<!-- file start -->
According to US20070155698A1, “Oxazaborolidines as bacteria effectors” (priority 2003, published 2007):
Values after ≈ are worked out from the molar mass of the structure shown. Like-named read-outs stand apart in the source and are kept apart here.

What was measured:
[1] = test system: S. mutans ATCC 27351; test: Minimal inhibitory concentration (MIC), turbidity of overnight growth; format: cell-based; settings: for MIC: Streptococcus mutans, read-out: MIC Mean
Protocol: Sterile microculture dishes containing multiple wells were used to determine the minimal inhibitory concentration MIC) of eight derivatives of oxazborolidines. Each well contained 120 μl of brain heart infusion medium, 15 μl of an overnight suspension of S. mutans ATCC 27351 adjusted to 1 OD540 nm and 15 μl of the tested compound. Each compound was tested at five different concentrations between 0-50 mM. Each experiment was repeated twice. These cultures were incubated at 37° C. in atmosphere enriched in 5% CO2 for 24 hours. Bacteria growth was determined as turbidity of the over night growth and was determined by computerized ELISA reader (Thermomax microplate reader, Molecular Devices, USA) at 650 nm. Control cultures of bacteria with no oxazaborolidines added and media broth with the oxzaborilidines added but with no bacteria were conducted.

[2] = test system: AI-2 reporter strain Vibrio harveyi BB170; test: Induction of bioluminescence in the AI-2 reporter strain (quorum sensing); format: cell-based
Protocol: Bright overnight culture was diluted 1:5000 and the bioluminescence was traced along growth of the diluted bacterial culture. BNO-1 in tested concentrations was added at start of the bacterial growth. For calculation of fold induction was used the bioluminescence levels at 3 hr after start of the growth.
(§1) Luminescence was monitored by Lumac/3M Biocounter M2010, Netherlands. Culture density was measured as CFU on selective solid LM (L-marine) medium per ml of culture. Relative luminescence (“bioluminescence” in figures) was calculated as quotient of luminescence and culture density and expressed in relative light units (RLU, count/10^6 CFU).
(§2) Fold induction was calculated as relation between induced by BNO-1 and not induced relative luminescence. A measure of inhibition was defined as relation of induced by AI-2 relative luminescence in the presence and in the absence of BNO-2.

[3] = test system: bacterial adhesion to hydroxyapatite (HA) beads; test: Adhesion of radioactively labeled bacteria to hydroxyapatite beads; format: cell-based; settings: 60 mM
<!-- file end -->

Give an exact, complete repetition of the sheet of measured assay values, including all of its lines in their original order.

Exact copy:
According to US20070155698A1, “Oxazaborolidines as bacteria effectors” (priority 2003, published 2007):
Values after ≈ are worked out from the molar mass of the structure shown. Like-named read-outs stand apart in the source and are kept apart here.

What was measured:
[1] = test system: S. mutans ATCC 27351; test: Minimal inhibitory concentration (MIC), turbidity of overnight growth; format: cell-based; settings: for MIC: Streptococcus mutans, read-out: MIC Mean
Protocol: Sterile microculture dishes containing multiple wells were used to determine the minimal inhibitory concentration MIC) of eight derivatives of oxazborolidines. Each well contained 120 μl of brain heart infusion medium, 15 μl of an overnight suspension of S. mutans ATCC 27351 adjusted to 1 OD540 nm and 15 μl of the tested compound. Each compound was tested at five different concentrations between 0-50 mM. Each experiment was repeated twice. These cultures were incubated at 37° C. in atmosphere enriched in 5% CO2 for 24 hours. Bacteria growth was determined as turbidity of the over night growth and was determined by computerized ELISA reader (Thermomax microplate reader, Molecular Devices, USA) at 650 nm. Control cultures of bacteria with no oxazaborolidines added and media broth with the oxzaborilidines added but with no bacteria were conducted.

[2] = test system: AI-2 reporter strain Vibrio harveyi BB170; test: Induction of bioluminescence in the AI-2 reporter strain (quorum sensing); format: cell-based
Protocol: Bright overnight culture was diluted 1:5000 and the bioluminescence was traced along growth of the diluted bacterial culture. BNO-1 in tested concentrations was added at start of the bacterial growth. For calculation of fold induction was used the bioluminescence levels at 3 hr after start of the growth.
(§1) Luminescence was monitored by Lumac/3M Biocounter M2010, Netherlands. Culture density was measured as CFU on selective solid LM (L-marine) medium per ml of culture. Relative luminescence (“bioluminescence” in figures) was calculated as quotient of luminescence and culture density and expressed in relative light units (RLU, count/10^6 CFU).
(§2) Fold induction was calculated as relation between induced by BNO-1 and not induced relative luminescence. A measure of inhibition was defined as relation of induced by AI-2 relative luminescence in the presence and in the absence of BNO-2.

[3] = test system: bacterial adhesion to hydroxyapatite (HA) beads; test: Adhesion of radioactively labeled bacteria to hydroxyapatite beads; format: cell-based; settings: 60 mM